(I would not argue that, for the record; I am just saying it is conceivable someone would.)

If Girls Who Code said no to Activision Blizzard and it says no to Raytheon, there are probably some number of other supporters who it should cut ties to as well, enough to put a dent in the bank account and curtail what it can do to further its mission.

But maybe not as big a dent as you might expect.

STAT | $23.2 million - Girls Who Code's revenue in 2020, according to the group's latest Form 990 filing with the IRS.

STAT | $13.2 million - Girls Who Code's functional expenses for 2020, according to the same filing.

The non-profit brought in so much more money than it needed in 2020 that it had almost $10 million to spare. This wasn't a pandemic-driven fluke, either. In nine years of filings, it has posted surpluses of more than $9 million three times, and just one year in the red: 2016.

Girls Who Code has brought in $41 million more than it has spent on its operations

All told, Girls Who Code has brought in $41 million more than it has spent on its operations. I think it has some cushion here to turn down donors it finds objectionable.

There's an argument to be made that the good work Girls Who Code can do to further its goal outweighs whatever bad comes from partnering with organizations whose actions run counter to its stated values, and I get that. That argument would be more convincing if the group was actually spending anywhere close to the amount of money it brought in.

I also get where these companies are coming from. I get that supporting non-profit organizations like Girls Who Code can be a useful smokescreen, something to show token support for a cause even if the company's core business disregards or actively undermines it. I get that such support has use as a tax write-off and a bullet point on a corporate social responsibility page. I get that companies funding potential opponents and critics might buy their silence, or even their support.

I also get that Girls Who Code is focused on new generations of marginalized developers. These are kids with still-forming personal politics who may adopt positive associations with the companies and brands that help them on their way, kids who may internalize the same rationalizations and justifications of their established and successful mentors. And I get those same kids aren't just prospective applicants, but are potentially useful defenders whose marginalized identities can muddy the waters when companies are justly criticized on issues of equality in the future.

On top of all that, I get that these are for-profit companies first and foremost, and they would stop cutting checks if they felt they weren't getting their money's worth.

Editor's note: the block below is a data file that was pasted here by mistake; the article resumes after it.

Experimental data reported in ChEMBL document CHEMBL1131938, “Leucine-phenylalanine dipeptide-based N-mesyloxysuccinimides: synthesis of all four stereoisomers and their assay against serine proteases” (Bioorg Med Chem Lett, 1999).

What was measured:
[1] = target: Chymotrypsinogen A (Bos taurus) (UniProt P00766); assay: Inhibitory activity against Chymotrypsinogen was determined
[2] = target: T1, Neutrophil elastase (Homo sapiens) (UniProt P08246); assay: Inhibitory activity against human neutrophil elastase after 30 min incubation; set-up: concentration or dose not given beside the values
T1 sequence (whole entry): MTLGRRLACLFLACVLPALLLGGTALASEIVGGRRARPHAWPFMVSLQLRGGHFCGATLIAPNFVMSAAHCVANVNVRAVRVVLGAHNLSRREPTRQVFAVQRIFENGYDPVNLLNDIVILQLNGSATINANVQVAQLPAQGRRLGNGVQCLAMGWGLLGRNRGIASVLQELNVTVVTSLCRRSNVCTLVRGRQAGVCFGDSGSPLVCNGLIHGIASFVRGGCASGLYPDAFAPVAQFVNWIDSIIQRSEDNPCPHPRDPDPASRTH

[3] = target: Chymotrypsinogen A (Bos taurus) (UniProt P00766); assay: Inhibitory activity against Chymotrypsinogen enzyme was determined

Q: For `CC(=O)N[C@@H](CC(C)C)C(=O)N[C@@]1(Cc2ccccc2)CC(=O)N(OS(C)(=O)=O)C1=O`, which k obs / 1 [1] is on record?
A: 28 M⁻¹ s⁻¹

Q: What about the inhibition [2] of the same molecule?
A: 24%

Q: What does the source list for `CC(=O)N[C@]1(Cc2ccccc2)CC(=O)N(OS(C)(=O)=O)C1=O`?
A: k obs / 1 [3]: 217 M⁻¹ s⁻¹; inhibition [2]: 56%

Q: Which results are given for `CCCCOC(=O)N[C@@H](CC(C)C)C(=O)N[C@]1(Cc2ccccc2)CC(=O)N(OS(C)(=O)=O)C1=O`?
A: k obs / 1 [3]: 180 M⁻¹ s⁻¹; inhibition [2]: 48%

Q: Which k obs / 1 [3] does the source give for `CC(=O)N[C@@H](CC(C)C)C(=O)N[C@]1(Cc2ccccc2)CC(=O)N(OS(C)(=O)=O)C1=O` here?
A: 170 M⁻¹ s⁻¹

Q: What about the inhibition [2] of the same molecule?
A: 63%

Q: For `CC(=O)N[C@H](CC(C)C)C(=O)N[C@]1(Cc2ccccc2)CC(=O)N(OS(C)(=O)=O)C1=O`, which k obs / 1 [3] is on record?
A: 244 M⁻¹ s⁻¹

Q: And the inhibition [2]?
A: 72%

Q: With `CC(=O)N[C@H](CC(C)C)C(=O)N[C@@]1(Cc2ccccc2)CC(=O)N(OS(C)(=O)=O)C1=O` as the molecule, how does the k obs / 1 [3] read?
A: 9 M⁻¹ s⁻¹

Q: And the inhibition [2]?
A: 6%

The rest of the week in review

QUOTE | "We are fortunate to have already received approvals from a couple of countries, and the process with all of the regulators is generally moving along as we expected." – Activision Blizzard CEO Bobby Kotick told shareholders not to worry as the UK Competition and Markets Authority announces that it will take a closer look at Microsoft's planned acquisition of the Call of Duty company.

QUOTE | "Everyone familiar with Quantic Dream, its management and our team perfectly knows what to think of these allegations. As a shareholder who had already audited our studio in late 2018, who had assessed all material elements and had followed all litigation outcomes, NetEase had a very clear view and could easily assess the absence of any material basis of these claims." – As NetEase acquired Quantic Dream this week, studio co-CEO Guillaume de Fondaumière suggests that the studio has learned nothing and made no changes as a result of the three investigative pieces published about it by three separate outlets.

Yes, the studio won a libel suit against one of those outlets, but it lost its suit against another and didn't contest the third one in court. Even if you take the one report out of the mix entirely, the other two paint a picture of a studio with significant problems. I can't recall another company that was the subject of such a scandal that has so steadfastly denied ever having a problem.

QUOTE | "As we assured you before with our plans to bring select titles to PC, our efforts beyond console in no way diminish our commitment to the PlayStation community, nor our passion to keep making amazing single-player, narrative-driven experiences." - PlayStation Studios head Herman Hulst attempted to pre-empt a gamer freakout when he announced that the company acquired mobile developer Savage Game Studios and established a new PlayStation Studios Mobile Division.

STAT | 30% - The amount of FromSoftware that parent company Kadokawa sold off to Sony Interactive Entertainment and Tencent-owned Sixjoy Hong Kong this week.

QUOTE | "We have been trying to resolve this issue with PQube but were unable to reach a solution, leading us to terminate the publishing agreement around September 2020. However, PQube has refused to return the publishing control on the console platforms back to us and continues to sell and take all revenues from AeternoBlade 2." – AternoBlade 2 developer Corecell is the second studio speaking up about problems with PQube, following last week's allegations from Toge Productions and Mojiken that the company exploited their heritage to land a diversity-based funding grant, then tacked on that amount to PQube's recoupable investment in their publishing deal.

QUOTE | "At this time, we're a tiny studio of around 17 or 18 people, and we need to find a way to make a first- person shooter as a small team. I used Superhot as an example – if you come up with something novel that doesn't require a great deal of production resources, then you can achieve quite a lot." – FuturLab's James Marsden told us the origin story behind the studio's surprise hit PowerWash Simulator.

STAT | 265,000 – Number of attendees at Gamescom 2022 last week. That was down 29% from the last pre-pandemic show in 2019.

STAT | 3,500 – Number of attendees at the developer-focused Gamescom satellite show Devcom last week. That was a new record and up 10% over 2019.

QUOTE | "It's not a very good game system." - Jeffrey Janssen explains the appeal of developing games exclusively for the long-defunct Phillips CD-I multimedia player.

QUOTE | "It's not in the plans yet. But obviously we're still open in the future, let's see how it goes! The strategy right now at Don't Nod is to create our own IPs and own them and continue to build new worlds and stories that we know our players will care for, so we're definitely still working towards that." – Don't Nod chief marketing officer Sophie Filip leaves the door open for the studio to return to the Life is Strange series at some point.

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Brendan Sinclair avatar

Brendan Sinclair

Managing Editor

Brendan joined GamesIndustry International in 2012. Based in Toronto, Ontario, he was previously senior news editor at CBS-owned GameSpot in the US.